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Millions of women have doubts as to whether or not they should be worried about their menstrual cycle. The problem is that it’s difficult to know if something is wrong if you’re not sure what’s considered normal.
Listed below are some of the most common areas of concern women have regarding their periods, and what’s considered normal and not normal for each one. If you experience anything that falls into the abnormal category, or if you’re unsure about something, consult with your doctor.
Normal: The average woman bleeds for three to five days, although the normal range is considered two to seven days. Some spotting beyond seven days is also considered normal.
Not Normal: Heavy flow beyond seven days isn’t normal.
Menstrual Cycle Length
Normal: While the average length of time between menstrual cycles is 28 days, cycles as short as 21 days and as long as 35 days are also normal. Menstrual cycles tend to shorten and become more regular as you get older.
A slight variation in the length of your cycles, such as going from a 28-day cycle one month to a 31-day cycle the next, is normal.
Not Normal: A menstrual cycle much longer than 35 days or much shorter than 21 days is considered abnormal. Large variations in cycle length are also abnormal. For example, going from a 21-day long cycle to a 35-day long one, isn’t normal.
Normal: The average woman releases less than a cup of blood but many women experience some heavy bleeding. A heavier flow during the first few days of your cycle is normal. Passing small, tissue-like clots on the first couple of days is also normal.
Light bleeding is often seen in women nearing perimenopause, as well as those using hormonal birth control methods.
Not Normal: A flow that requires you to change your pad or tampon more than every hour or two isn’t normal. Severe blood loss during periods could be from menorrhagia, a condition that interferes with the ability to perform everyday activities.
On the other hand, abnormally light periods could also be an indicator of certain autoimmune disorders or other medical conditions. Passing clots the size of a golf ball or larger is abnormal.
Normal: Mild cramping is normal and occurs in about 50% of women. It’s especially common the day before and the first day of your period.
Not Normal: Severe cramping that makes it difficult for you to function is abnormal. Getting cramps outside of your period isn’t normal either.
Severe, disabling cramps felt in the lower abdomen can indicate a more serious health problem called endometriosis.
Spotting Between Periods
Normal: Some women experience light spotting during ovulation or around the time when the embryo would be implanting itself into the uterine lining (around seven days after ovulation). Spotting during these times is normal.
Not Normal: Spotting that occurs throughout your cycle, or heavy bleeding in between periods, isn’t considered normal.
Normal: Food cravings, mood swings, irritability, mild headaches, bloating and difficulty sleeping are all normal period symptoms.
Not Normal: While slight mood swings are common, serious depression and manic states aren’t normal period symptoms.
The normal guidelines given above apply to the general population, but it’s important that you take the time to learn about your personal menstrual cycle so you’ll be better able to understand what’s normal for you.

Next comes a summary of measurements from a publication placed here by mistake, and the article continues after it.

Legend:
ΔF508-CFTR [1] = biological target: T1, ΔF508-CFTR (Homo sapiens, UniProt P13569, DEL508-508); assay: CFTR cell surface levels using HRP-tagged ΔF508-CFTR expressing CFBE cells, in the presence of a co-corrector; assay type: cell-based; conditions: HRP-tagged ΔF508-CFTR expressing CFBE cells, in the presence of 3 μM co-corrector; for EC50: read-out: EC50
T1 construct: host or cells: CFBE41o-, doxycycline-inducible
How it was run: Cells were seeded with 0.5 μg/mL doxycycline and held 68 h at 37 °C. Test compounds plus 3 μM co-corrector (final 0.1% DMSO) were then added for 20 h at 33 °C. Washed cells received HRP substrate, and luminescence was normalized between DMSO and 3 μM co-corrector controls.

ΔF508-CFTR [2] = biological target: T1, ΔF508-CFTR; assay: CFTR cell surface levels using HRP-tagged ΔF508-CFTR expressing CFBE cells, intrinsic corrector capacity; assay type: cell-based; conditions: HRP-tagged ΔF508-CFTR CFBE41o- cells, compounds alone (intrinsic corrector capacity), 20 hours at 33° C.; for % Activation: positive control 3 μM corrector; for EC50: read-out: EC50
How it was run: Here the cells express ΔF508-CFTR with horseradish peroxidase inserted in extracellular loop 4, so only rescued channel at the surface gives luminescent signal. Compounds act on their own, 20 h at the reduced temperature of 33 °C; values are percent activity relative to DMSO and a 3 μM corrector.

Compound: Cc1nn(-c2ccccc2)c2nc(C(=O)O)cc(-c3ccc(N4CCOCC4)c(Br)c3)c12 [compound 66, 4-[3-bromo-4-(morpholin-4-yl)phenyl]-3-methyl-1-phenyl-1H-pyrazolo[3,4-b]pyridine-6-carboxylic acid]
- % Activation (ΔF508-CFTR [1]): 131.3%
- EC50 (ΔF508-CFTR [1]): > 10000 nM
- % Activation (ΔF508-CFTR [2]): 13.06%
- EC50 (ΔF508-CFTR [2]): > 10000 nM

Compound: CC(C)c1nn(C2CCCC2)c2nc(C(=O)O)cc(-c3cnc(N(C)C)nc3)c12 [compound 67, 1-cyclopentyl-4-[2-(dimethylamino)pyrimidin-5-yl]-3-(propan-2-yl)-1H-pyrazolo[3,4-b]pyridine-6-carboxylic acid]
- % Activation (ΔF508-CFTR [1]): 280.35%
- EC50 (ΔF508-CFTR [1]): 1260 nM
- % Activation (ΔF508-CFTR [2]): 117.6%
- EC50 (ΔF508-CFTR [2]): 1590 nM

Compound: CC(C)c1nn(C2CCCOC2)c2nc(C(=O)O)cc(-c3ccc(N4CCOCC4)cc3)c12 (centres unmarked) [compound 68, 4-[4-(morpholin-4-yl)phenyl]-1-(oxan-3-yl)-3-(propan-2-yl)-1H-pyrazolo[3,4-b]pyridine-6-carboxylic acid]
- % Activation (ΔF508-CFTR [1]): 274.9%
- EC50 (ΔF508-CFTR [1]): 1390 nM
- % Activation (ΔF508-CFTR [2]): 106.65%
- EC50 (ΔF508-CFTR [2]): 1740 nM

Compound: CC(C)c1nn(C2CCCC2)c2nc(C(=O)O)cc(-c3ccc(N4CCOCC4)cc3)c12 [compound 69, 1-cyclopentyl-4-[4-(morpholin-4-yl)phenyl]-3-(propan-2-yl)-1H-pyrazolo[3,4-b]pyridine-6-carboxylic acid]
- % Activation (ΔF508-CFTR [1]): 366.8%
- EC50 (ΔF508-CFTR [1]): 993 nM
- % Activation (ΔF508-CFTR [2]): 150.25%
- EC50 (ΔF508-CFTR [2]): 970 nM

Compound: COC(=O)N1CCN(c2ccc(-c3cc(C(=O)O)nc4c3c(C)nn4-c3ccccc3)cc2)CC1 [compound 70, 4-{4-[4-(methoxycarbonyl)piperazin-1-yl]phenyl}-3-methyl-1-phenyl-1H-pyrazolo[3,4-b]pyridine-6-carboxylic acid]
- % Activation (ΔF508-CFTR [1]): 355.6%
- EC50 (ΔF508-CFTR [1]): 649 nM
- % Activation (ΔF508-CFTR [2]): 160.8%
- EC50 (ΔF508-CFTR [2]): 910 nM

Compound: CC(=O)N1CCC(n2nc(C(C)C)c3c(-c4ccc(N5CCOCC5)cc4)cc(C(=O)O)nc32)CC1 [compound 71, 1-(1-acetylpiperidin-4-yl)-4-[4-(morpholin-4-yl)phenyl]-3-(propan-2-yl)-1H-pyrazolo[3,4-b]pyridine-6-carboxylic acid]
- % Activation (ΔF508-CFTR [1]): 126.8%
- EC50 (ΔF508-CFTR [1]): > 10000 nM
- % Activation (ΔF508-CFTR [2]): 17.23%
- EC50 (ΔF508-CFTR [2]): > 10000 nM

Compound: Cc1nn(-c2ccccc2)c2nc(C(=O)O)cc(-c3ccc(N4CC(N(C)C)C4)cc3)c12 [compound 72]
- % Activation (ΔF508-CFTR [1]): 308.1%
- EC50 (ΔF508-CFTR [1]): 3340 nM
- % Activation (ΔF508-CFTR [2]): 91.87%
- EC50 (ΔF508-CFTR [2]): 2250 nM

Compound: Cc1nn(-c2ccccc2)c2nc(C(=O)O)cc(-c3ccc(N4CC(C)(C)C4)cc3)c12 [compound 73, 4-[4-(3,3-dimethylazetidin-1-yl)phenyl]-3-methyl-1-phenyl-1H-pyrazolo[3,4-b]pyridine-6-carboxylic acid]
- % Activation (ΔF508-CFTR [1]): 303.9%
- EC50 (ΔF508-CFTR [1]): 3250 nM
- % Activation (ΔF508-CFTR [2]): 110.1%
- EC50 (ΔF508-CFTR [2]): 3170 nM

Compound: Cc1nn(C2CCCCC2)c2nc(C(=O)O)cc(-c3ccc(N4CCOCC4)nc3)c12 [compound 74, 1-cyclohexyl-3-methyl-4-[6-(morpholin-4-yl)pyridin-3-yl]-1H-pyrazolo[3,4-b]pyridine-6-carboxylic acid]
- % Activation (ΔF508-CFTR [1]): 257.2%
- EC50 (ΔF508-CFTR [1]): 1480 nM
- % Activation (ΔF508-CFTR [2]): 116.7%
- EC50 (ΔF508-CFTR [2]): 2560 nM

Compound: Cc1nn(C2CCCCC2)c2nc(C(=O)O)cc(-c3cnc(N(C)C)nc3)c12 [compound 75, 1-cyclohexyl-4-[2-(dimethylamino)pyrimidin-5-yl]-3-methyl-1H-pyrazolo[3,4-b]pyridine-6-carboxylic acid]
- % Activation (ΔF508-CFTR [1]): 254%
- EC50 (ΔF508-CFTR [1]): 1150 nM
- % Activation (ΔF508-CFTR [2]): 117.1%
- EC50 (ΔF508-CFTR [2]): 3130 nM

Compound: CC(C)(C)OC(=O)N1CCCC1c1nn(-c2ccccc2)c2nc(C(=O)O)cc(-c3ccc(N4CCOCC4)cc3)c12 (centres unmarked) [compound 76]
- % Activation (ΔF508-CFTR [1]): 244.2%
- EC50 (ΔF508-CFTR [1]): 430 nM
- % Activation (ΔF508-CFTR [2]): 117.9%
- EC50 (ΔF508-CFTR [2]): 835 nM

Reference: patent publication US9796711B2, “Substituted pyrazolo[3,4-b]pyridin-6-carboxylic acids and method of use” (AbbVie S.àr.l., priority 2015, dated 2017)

Have concerns about your period? To set up an appointment, visit us online or call Contemporary Women’s Care today at (407) 478-6249 (OBGYN) for our Winter Park location. For our Lake Nona location, call (407) 476-0200.
Some experts say that expecting moms should only be eating the amount of nutrients for two, but sometimes you just want to eat the amount of food for two. We have some great news! You and your little one can be both satisfied and healthy with these meal ideas throughout the day. Here are 4 meal ideas you can add to your diet for the best of both worlds.
Easy going in the morning
Although you wish you could eat a glorious breakfast comprised of protein and coffee to get your day started, that might not be the best idea especially if you frequently get morning sickness.
Something warm first thing in the morning is always a good idea. Decaffeinated green tea is the perfect alternative to coffee and helps keep your coffee cravings at bay. It’s filled with antioxidants and gently wakes you up without making you feel nauseous. Also, a squeeze of lemon in your tea can reduce nausea as well.
Your green tea can then be followed by something a little more substantial like Special K Original cereal (or another flavor depending on your taste and nausea level). For some extra nutritional value and flavor, add a few banana pieces to your cereal. The B6 vitamin in bananas reduces nausea while the potassium, vitamin C and fiber boost your health.
Light and fresh lunch
Once your stomach is settled and your precious bundle alerts you that it’s lunch time, whipping up a chicken spinach wrap is an ideal meal option. Spinach wraps contain healthy levels of folic acid and iron. Spinach wraps also contain less fat and virtually no cholesterol.
The key ingredient to this dish is the nutritious and delicious avocado spread that’ll liven up the flavor as a substitute for mayonnaise. Avocado is not only bursting with fiber, folate, vitamin C, vitamin K, potassium and vitamin B6, but also a great source of monounsaturated fat that helps you’re your cholesterol low. If that’s not enough, it also promotes brain tissue growth of your baby!
Then of course, you get protein from the lean grilled chicken strips in the wrap. Remember, if you’re going to add tomatoes, use as little as possible to avoid heartburn and acid reflux.